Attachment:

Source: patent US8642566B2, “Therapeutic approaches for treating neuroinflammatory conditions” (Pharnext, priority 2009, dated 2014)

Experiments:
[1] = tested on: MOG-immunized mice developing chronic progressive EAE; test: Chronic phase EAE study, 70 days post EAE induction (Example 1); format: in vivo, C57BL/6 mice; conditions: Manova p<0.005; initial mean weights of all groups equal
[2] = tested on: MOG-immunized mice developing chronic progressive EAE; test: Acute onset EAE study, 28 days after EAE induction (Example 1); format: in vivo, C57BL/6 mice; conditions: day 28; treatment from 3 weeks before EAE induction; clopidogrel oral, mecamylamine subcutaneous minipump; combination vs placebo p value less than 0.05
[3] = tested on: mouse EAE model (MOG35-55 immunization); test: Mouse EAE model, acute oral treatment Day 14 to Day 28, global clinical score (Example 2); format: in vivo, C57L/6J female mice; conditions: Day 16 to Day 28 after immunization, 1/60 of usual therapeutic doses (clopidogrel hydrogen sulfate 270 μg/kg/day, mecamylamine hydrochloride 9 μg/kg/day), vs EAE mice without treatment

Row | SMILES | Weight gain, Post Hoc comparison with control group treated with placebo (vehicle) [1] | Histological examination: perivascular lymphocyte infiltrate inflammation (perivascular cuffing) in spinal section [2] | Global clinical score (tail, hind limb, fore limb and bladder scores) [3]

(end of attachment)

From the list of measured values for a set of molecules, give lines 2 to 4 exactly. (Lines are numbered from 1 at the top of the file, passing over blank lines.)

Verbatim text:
Experiments:
[1] = tested on: MOG-immunized mice developing chronic progressive EAE; test: Chronic phase EAE study, 70 days post EAE induction (Example 1); format: in vivo, C57BL/6 mice; conditions: Manova p<0.005; initial mean weights of all groups equal
[2] = tested on: MOG-immunized mice developing chronic progressive EAE; test: Acute onset EAE study, 28 days after EAE induction (Example 1); format: in vivo, C57BL/6 mice; conditions: day 28; treatment from 3 weeks before EAE induction; clopidogrel oral, mecamylamine subcutaneous minipump; combination vs placebo p value less than 0.05